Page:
Green manure question

Posted: 22/06/2013 at 18:17

Phacelia.  Was a which best green manure some time ago, and has the added benefit of attracting bees to help pollinate plants.

The farmyard stuff needs to be well-rotted, by which time it will have lost it's attraction for your dogs, getting it whilst it's still palatable for them to eat or wear will scorch any veggies.  FYM is also the only thing that you can add over winter, as I don't think green manure would grow - there may be something that will do the job, I'm not an expert on green manure.  Try digging in some sharp sand or grit into the areas that are more clay-like to improve drainage.

The other thing you could try is pelleted chicken manure, but that might also be attractive to the dogs, I know mine is very interested when I'm adding blood, fish & bone to the soil.

If your dogs are interested in the FYM, then it's not rotted down enough!

Blueberries...

Posted: 22/06/2013 at 16:16

Hi Verdun, Robbie was also asking about runner beans - ericaceous won't do runners any good at all, hence the advice about planting near the fence and using canes! 

Once you start this gardening lark, you find yourself being given all manner of strange things.  I've given away plug plants, jiffy pellets, and copper tape to name but a few.  I've also gone skip diving (with owners' permission) for plant pots and planters!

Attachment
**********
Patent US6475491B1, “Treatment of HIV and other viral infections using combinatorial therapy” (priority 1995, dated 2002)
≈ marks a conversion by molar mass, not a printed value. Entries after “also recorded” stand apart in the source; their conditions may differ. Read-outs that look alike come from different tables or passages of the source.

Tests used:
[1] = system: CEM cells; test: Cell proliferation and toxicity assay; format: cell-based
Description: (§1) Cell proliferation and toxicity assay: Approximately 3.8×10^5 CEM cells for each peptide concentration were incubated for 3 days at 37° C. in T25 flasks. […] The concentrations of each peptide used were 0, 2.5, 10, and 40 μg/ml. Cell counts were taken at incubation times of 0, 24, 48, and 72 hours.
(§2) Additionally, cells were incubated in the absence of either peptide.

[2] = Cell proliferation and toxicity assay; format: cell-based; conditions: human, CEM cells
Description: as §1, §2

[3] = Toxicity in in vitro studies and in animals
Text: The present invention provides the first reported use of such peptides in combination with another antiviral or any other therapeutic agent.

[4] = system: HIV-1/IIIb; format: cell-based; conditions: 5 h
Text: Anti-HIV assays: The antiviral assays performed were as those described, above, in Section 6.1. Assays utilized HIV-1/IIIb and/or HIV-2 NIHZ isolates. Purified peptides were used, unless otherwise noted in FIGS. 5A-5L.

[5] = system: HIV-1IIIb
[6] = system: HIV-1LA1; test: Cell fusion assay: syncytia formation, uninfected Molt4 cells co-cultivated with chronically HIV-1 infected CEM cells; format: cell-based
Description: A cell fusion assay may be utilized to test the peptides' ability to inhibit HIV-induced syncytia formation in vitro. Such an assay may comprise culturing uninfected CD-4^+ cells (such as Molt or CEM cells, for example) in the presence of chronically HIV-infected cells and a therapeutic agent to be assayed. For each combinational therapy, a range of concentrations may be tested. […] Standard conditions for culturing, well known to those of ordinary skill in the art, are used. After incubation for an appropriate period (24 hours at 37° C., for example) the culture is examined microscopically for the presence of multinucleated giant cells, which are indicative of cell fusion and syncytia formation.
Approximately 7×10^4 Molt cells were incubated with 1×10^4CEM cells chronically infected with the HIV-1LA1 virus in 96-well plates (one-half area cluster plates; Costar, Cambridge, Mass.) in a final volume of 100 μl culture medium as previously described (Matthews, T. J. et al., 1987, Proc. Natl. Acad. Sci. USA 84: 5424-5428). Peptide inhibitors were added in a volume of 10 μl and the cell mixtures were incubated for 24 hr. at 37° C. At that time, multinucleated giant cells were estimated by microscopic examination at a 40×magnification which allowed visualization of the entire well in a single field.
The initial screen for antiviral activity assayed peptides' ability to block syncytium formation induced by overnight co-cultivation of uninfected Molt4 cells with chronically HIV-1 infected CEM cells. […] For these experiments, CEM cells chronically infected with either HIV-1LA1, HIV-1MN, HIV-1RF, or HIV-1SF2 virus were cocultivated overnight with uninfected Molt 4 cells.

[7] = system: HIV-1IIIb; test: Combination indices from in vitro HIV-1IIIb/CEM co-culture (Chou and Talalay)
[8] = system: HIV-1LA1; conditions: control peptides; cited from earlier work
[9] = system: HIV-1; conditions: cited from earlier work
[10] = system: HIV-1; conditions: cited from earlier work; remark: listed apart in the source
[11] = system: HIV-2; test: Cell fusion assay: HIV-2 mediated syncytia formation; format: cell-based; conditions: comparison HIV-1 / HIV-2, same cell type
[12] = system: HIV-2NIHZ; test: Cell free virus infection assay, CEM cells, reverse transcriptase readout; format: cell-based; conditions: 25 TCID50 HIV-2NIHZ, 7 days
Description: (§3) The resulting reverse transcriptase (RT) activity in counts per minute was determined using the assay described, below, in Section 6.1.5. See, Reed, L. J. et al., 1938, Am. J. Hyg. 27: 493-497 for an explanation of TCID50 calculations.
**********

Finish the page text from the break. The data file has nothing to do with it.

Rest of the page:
You're right about the compost, with blueberries, cranberries, azeleas, rhododendrons etc needing proper ericaceous stuff.  Are there any other berries that need ericaceous?  I know strawberries and rasperries don't, what about all varieies of currant - asking as I've recently bought a blackcurrant and it looks as it's doing OK in ordinary clover MPC.

MOB rants

Posted: 22/06/2013 at 14:41

Pentillie, I only know that quote from doing the war poets in English!  Not sure if it was Wilfrid Owen or Siegfried Sasoon, I do like the idea of it being a lie though, no honour in being blown to bits or gassed into oblivion, especially after enduring the squalor of the trenches, the cold, wet, mud, grotty rations and no chance of a hot cup of tea.

In the words of Pink Floyd:

Forward!  He cried from the rear,

and the front rank died

and the generals sat

and the lines on the map

moved from side to side.

I suppose I meant that the Romans are from so long ago that it didn't spark my imagination in the same way learning about doodlebugs did.  I now have weighty tomes I have waded through on the subject, as Churchill was such a dude - just look at his exchanges with Lady Astor!

Blueberries...

Posted: 22/06/2013 at 14:33

Compost is a hotly debated subject on the forum, as there's so much rubbish about!  JI should be good, but people have had mixed results with the JI compost.  I very recently found a garden centre tucked away in the area (so many have shut down), very basic with one big greenhouse and compost stacked on pallets, but full of healthy plants at affordable prices, and none of the tat you usually find at the big chains.  This forum is full of people that are passionate about gardening and know loads.  If I've ever had a question (and I have had lots), somone on here always knows the answer.  The only daft question on here is do you want a cup of tea?!!